“Are you done yet?” He’d been describing his looks to her, and she’d been trying to draw his face. Of course, that was difficult, given that she had no idea what he looked like, and she’d drawn him in the manga style. It was a hot bishounen that graced her page, but… whatever.

“It doesn’t matter what you look like.”

“Huh?”

“Tell me about what’s on the inside. What kind of personality do you have?”

“Inside? I’m a kind man.” He sounded sure of himself. “I even helped return your cell phone.”

She tried to hide her laughter. “You liar! You erased my address book.”

“You’re smiling, aren’t you?” He was laughing, too.

“What kind of things do you like, Joanna?” A few days later, he called while she was in the bath. Keeping one arm out of the water, Joanna sighed as steam dewed on her skin and damp hair, the heat soaking slowly into her bones. Her whole body felt indolent and languid.

“Piano. An empty library at school… What about you?”

.

“I’ve heard that a ghost lives in BML. The Biomedical Sciences Library.” Hair wrapped up in a towel, Joanna opened the refrigerator door and hunted for something to eat. She grabbed a water bottle, and spotted the tub of strawberries as she took a sip of her mom’s home-brewed barley tea.

“You believe that too? Joanna, you’re so cute!”

He chuckled, making the heat intensify in her cheeks.

When she didn’t answer, he stopped chuckling, though the amusement was still warm in his voice. “Are you mad?”

She tried not to scowl. “Of course not.”

“Then why did you get quiet all of a sudden?”

She twisted the cap back on the water bottle. “I’m really plain, you know – not cute at all,” she explained frankly. Joanna had no illusions about her beauty – she wasn’t ugly, but she didn’t care all that much about makeup or fashion, and she didn’t hold a candle to Mary.

“What else are you eating?”

She paused in the middle of pulling out the plate of cream puffs hiding behind the strawberries.

“Try not to get fat.”

She pouted, and immediately shoved both plate and plastic Tupperware back into the refrigerator, blushing at his knowing laughter.

.

“Are you ever going to tell me your name?” Christmas and New Year’s had come and gone; he’d called her especially on both days to wish her happiness and a great year. There was only a few more days until she left to fly back to school.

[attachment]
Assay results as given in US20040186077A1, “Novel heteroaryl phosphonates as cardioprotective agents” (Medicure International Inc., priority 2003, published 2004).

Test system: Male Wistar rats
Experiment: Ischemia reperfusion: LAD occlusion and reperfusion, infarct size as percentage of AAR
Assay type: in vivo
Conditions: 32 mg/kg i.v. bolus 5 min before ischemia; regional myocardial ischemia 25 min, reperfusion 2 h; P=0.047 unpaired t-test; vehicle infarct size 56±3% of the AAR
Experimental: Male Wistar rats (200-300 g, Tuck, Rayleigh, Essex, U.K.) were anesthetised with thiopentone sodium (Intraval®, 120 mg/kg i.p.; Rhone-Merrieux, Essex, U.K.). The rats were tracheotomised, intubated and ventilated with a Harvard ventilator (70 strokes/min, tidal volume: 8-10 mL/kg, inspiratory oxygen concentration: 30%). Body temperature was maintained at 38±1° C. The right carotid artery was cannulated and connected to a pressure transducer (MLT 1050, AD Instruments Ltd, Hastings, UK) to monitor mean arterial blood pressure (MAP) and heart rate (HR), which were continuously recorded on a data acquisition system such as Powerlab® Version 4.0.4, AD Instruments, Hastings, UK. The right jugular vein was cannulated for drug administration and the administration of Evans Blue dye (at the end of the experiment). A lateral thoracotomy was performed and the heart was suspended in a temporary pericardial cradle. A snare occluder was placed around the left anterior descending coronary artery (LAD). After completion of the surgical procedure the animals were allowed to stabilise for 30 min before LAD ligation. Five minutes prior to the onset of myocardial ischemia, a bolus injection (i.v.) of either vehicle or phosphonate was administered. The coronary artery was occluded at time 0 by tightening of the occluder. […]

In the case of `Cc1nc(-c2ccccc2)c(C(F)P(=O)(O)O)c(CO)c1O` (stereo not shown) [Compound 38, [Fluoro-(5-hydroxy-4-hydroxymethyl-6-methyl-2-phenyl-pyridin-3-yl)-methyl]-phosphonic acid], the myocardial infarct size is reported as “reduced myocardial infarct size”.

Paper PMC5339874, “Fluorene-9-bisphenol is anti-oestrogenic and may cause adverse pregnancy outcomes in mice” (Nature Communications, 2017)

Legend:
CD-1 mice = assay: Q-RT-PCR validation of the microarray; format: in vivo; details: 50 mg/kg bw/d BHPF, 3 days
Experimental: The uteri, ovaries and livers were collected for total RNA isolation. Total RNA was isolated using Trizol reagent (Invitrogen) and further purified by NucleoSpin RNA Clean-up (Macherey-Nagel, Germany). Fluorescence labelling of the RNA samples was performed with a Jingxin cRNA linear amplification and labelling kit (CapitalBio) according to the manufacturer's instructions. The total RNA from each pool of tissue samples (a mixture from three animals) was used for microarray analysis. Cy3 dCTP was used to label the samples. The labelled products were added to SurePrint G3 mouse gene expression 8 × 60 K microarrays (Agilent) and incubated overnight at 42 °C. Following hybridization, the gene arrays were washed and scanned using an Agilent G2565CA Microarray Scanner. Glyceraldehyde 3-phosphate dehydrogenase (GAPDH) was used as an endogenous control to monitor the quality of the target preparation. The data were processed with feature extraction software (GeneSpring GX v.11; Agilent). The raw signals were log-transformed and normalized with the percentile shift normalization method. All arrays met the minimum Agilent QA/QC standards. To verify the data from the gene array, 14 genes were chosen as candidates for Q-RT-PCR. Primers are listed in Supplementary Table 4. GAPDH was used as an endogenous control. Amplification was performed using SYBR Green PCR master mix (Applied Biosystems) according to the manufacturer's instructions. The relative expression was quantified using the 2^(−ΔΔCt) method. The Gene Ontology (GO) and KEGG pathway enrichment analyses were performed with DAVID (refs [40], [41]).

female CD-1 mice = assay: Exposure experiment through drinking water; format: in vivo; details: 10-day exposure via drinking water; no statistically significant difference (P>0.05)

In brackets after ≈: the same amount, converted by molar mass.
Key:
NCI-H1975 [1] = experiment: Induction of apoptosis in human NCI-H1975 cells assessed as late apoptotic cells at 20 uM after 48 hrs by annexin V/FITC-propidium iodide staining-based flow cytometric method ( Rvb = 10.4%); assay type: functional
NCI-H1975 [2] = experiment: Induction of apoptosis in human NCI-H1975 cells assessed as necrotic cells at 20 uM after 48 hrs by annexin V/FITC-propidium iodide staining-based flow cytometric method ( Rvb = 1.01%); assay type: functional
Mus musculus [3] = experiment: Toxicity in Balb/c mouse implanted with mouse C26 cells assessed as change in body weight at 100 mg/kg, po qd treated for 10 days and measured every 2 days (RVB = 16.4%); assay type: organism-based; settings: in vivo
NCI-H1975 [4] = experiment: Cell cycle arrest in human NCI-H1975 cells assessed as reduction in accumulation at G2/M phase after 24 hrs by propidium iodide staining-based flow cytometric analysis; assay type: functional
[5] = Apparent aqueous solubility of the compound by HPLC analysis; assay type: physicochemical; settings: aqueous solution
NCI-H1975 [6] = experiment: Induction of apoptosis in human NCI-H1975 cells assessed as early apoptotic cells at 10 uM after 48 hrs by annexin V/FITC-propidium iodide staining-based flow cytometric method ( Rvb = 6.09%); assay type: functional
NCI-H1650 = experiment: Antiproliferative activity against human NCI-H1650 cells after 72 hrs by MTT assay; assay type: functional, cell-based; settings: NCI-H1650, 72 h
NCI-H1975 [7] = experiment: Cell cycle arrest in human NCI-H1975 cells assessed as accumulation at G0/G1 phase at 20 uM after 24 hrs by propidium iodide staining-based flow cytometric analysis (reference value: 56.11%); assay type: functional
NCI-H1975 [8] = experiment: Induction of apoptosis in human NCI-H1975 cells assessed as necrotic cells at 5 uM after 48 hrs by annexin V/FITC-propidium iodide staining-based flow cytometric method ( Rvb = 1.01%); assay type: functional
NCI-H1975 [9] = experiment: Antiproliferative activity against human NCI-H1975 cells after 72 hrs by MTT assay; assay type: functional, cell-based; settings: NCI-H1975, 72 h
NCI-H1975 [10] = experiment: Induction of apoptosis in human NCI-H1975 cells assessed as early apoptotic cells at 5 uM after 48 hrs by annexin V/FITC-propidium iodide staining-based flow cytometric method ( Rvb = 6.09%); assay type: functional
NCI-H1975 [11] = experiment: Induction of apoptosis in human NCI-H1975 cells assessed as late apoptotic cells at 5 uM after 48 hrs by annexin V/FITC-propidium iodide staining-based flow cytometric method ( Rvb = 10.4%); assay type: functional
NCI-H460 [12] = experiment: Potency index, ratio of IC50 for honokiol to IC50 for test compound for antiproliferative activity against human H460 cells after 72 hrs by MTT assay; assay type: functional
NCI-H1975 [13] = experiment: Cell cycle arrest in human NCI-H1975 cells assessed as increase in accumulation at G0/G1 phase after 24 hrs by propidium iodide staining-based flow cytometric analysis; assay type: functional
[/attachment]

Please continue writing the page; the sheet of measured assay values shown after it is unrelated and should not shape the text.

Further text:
“I already said it was a secret, didn’t I?” He sounded too patient, like he didn’t care if she found out who he was. Problem was, she wouldn’t be able to find out until he told her, or unless one of her friends had his number. Somehow, she doubted the latter was true.

Lifting the phone from her ear, she stared down at the number pad speculatively. Without mercy, she held the speaker area up to her blow dryer, subjecting her mystery caller to the loud roar of hot air.

“What the fuck! Stop it, that’s noisy!”

She laughed, and kept doing it.

.

“It’s not fair that you know so much about me.” Three days later, Joanna was sketching again, this time creating her own version of the mythological Orihime.

“Why? Do you want to learn more about me?” He was teasing her again. One corner of her mouth lifted in a smile, as she swept her pencil over the page, creating the wispy edges of a scarf for the weaver, Hikoboshi’s lover.

“Not even a little hint?” She asked.

“No. What are you listening to?”

There was music playing from her stereo. Laughing, Joanna got off the bed and held the phone up to the speaker, letting him listen to her new favorite song – Leona Lewis’ Bleeding Love. He caught the tail end of the chorus, a lull in the song before the heavy, rhythmic beats continued.

“It’s a good song, isn’t it?” She smiled and closed her sketchbook, placing it back on her desk.

“Not bad. She has a good voice.”

Joanna nodded, agreeing with him. It was rare that she liked a pop song, and it had surprised her when she’d first listened to this song.

“Joanna? What time do you think it is? You have an early flight tomorrow.”

“Okay! I’m going to sleep now. Night!”